Is the serial woman tellying it like it is?

07 Mar,2012


By Ritu Midha


About a decade ago, we saw the emergence of Tulsi, Parvati and Kussum. Strong protagonists – but all of them set in more or less the same socio-cultural setting, grounded in traditions but fighting against the evil (another woman in most cases) trying to tear their families apart.


Cut to the present-day GEC. The protagonist is stronger, and differentiated. She is no longer just about pacifying the mother-in-law, and mothering her growing-up children. She is aware, educated, has a mind of her own, and she speaks it too. She has the spunk, and many a time, she takes the lead in decision-making. To put it simply, she does not wait for someone to save her, she is fully capable of doing the saving. And in between all this, she has a heart too, and dotes on her family.


There is a Pratigya fighting against the issues in her own house – a decision maker in Allahabad; there are working or aspiring-to-work women in quite a few soaps – among them Kuch Toh Log Kahenge set in Lucknow and Afsar Bitiya with a Bihar backdrop. There also is a Hitler Didi, where the protagonist, living in Delhi, is the master of the house, and of course Balika Vadhu and Diya Aur Baati Hum (both set in Rajasthan), which propagate women’s empowerment in the rural and semi-urban areas.


Is it an accurate reflection of the real Indian woman, or are these shows akin to the funhouse mirrors that exaggerate certain parts of our collective reality? Even if it does exaggerate the social consciousness, it definitely provides an example for those women whose staple diet of entertainment is still the Hindi GEC.


States Anamika Mehta, COO, Lodestar Universal: “Undoubtedly media, at an overall level, influences society and television has a huge role to play in that sense. While at some level, some shows and protagonists do play a role in sounding a wake-up call or instilling confidence, courage, and independence of thought, they thereby create followers or loyalists. However it’s more of media mirroring society on television essentially – witnessed for instance in the shift from ‘saas bahu’ soaps to the current lot.”


While the woman protagonists are bolder and more intelligent now, the socio-cultural cauldron from which they emerge varies from show to show. The reason, of course, is increase in purchasing power of women across middle India – Madhya Pradesh, not a favourite setting for television serials till some time ago, suddenly finds itself as the backdrop for a number of soaps. Is the appeal of these shows universal or does it appeal to audiences in a particular geography? States Nandini Dias: “The traditional shows like Uttaran and Balika Vadhu do find better resonance in smaller towns while the talk shows like Oprah Winfrey or Barkha Dutt show a skew towards metros. The shows which do well across all towns are usually love stories like Kuch Toh Log Kahenge.”


However, Shubha George, COO, MEC, South Asia, believes that in case the objective is to target a specific audience profile, a lot more needs to be done in this direction. She states: “Indian TV shows are fairly homogeneous and cater to a pan-India audience in most instances. I cannot think of any particular example that is more popular in metros because of a bolder woman character. Rather, this is a concept which is yet to be experimented on by Indian TV shows for mass audiences.”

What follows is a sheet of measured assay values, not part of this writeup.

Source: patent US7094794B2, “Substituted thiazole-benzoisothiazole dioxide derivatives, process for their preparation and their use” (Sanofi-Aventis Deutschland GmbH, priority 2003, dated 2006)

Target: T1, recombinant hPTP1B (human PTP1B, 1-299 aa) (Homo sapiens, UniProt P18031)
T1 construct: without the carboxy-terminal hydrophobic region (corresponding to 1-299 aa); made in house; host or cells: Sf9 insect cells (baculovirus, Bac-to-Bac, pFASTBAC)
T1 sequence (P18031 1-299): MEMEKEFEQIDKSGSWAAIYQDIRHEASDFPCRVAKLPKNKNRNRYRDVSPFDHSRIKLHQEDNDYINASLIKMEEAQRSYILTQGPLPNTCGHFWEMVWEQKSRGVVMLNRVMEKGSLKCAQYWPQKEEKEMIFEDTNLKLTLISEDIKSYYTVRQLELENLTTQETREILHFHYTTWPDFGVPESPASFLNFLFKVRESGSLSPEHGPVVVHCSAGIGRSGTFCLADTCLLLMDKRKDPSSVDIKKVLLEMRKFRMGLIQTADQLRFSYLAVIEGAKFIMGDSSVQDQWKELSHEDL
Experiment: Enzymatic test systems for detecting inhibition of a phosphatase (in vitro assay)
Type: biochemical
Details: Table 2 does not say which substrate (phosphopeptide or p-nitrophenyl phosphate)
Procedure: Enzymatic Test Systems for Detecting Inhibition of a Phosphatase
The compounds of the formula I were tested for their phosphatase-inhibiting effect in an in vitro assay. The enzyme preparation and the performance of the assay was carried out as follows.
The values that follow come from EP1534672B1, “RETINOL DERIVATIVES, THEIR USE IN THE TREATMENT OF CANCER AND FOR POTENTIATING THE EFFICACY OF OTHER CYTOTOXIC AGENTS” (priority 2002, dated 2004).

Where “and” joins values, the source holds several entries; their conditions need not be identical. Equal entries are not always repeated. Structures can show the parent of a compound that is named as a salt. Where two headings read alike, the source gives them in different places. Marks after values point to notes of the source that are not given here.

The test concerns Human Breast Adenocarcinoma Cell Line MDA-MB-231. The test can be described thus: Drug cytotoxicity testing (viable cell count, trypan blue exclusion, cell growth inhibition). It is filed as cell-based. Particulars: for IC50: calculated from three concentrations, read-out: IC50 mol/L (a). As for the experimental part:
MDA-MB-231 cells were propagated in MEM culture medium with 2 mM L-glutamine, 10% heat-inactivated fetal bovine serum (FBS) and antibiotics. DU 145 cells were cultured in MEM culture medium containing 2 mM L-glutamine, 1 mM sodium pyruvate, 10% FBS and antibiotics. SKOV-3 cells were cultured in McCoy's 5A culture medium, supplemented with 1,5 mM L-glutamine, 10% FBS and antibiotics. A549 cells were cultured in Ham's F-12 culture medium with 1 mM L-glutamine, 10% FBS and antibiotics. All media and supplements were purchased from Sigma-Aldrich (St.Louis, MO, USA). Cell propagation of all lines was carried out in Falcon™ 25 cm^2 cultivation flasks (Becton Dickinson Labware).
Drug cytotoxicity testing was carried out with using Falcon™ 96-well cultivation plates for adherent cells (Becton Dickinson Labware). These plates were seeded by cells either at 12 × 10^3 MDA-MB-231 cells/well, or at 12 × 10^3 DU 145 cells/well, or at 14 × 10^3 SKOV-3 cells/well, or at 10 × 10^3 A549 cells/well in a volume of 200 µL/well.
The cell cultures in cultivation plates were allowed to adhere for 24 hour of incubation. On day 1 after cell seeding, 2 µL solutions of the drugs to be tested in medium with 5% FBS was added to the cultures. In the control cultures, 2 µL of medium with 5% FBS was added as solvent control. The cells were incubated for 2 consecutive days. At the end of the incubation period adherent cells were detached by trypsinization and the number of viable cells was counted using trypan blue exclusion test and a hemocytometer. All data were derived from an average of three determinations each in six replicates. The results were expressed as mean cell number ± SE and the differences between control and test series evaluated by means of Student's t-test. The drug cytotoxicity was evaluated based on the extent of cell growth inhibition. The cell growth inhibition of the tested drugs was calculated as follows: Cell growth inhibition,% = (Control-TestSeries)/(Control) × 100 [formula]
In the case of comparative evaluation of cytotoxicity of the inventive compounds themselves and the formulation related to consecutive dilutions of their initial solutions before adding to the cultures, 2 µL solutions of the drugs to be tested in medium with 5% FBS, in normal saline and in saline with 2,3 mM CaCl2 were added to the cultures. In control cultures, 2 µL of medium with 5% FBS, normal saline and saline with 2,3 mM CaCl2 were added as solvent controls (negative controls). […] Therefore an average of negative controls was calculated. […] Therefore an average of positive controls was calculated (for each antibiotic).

Many of these shows depict subjects like second marriages, domestic violence and other women-centric issues, but do they manage to send a message across to society? As per Anamika Mehta: “Frankly it’s little to do with evoking social consciousness and more to do with experimentation with new audiences, new generation, different content and eventually eyeballs. While many of these shows initially kicked off with a social idea and an attempt to rouse audiences, eventually, given the eyeball battle, they turn more into trials and tribulations of a woman with plot twists and turns.”


There is a conscious attempt at creating a protagonist who wants to change the world, who would capture the attention and imagination of young women. Are these shows with the new realistic woman favoured by certain brands – or it is only TRPs that matter in the end? States Ms Dias: “Media planning is called a science and an art for exactly these reasons. Media planners do look at data , quantitative parameters. But finally when they take decisions they need to predict the future of how a show will do in the future. So the qualitative factors need to be considered too. In fact with the number of brand integrations that are done, it is detrimental to a brand if they do these brand integrations without understanding the content and relevance of the show.”


Ms Mehta too states that brands do look at the content of the show, however, many times the storyline changes in chase of TRPs. She says, “Only if the brand’s personality is in sync with the show do they look at doing show exclusive deals. Very often the shows digress/change/derail chasing eye balls which often could defeat the rationale for association.”


On India’s wide-ranging social canvas, there are many Indias, and the psychographics change not only from New Delhi to Basti, but also from Defence Colony to Rohini. It is not easy to depict the myriad colours of the Indian woman. However, the effort is being made towards being progressive, covering a broader spectrum, and bringing to the fore social issues that women in particular face. Does it matter that it is for the sake of eyeballs, or to get more advertisers on board, if the issues are addressed in the end?



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Is the serial woman tellying it like it is?


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